"She's asleep on her bar seat, her head's rolled all the way back and kinda
to the side, and I'm afraid that she's going to fall off the chair."
It's about 11:30 at night and this is the phone call that I'm listening to. I
take a sip from the glass on my night-stand and am relieved that it's water and
therefore I couldn't possibly just be hallucinating. On second thought, the four
drinks consumed at lunch and another six or so at a neighborhood dive
with buddy we'll call "K" perhaps have something to do with the visceral
reaction I have to the voice on the other end of the phone.
Lately, my wife's been bartending a few nights a week at our restaurant. Now,
S is a model of charm, soft-spoken, ever-so-proper, and very, very beautiful to
boot. But she's not really a drinker (two glasses of wine and she hands me the
car keys). And she's a total stranger to the ways of the bar. Although she
insists that I take a day off now and then, I really worry about her, in her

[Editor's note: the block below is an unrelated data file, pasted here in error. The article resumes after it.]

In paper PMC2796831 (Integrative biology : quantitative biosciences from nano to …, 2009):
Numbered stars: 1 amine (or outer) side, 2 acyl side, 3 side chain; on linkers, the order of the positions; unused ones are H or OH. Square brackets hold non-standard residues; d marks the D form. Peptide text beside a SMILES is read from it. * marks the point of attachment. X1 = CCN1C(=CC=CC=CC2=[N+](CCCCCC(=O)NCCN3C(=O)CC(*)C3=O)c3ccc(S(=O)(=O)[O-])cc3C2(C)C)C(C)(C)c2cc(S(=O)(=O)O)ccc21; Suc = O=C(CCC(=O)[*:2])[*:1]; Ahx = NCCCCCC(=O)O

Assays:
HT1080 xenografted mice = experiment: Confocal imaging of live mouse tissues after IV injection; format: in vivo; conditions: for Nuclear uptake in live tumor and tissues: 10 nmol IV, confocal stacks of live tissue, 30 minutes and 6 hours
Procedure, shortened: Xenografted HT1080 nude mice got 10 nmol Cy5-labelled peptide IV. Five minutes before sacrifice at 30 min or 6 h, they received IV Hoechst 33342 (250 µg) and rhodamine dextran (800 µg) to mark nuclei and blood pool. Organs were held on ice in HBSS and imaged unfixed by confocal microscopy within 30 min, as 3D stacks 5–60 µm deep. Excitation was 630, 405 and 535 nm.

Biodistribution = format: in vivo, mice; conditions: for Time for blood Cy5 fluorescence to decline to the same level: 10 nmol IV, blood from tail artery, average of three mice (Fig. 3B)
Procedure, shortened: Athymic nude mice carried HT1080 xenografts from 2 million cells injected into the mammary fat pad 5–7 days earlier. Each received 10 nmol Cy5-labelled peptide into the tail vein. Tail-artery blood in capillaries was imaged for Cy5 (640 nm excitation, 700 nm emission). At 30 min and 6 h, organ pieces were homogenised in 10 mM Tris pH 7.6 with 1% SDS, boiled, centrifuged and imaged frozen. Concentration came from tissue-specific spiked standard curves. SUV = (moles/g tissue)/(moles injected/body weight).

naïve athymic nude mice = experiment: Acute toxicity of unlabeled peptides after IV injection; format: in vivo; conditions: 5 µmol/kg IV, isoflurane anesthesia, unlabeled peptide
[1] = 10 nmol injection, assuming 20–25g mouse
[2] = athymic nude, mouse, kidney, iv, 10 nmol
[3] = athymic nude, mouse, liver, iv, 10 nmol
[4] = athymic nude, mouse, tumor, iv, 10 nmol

new-found position as bartender.
The customer who's fast asleep in her chair at the bar is a regular. The
lady's a feisty, friendly, passionate Irish gal who drinks beer and shots and
can hold her own going shot-for-shot with guys who're nearly twice her size.
I've only seen her fall asleep at the bar two or three times. But having been in
this business for more than thirty years, I can tell that she's a consummate
professional, and as "teetering" as she may appear, she ain't going to fall off
that bar stool, not even if someone shoves her from behind.
I tell S to occasionally whisper the young lady's name in her ear. At some
point she'll wake up, snap to attention, stretch, yawn, offer to pay her bill,
and eventually go home.
Phone call number two: "They're taking pictures of her with their
camera-phone. Are they gonna put it on Facebook?" I instruct her to put
"camera-phone man" on the phone with me. He's a neighborhood idiot, and I tell
him to cut it out lest I have to drive over there and make him cut it
Today I'm busy looking all over Facebook with a kind of free-floating
anxiety-feeling going on.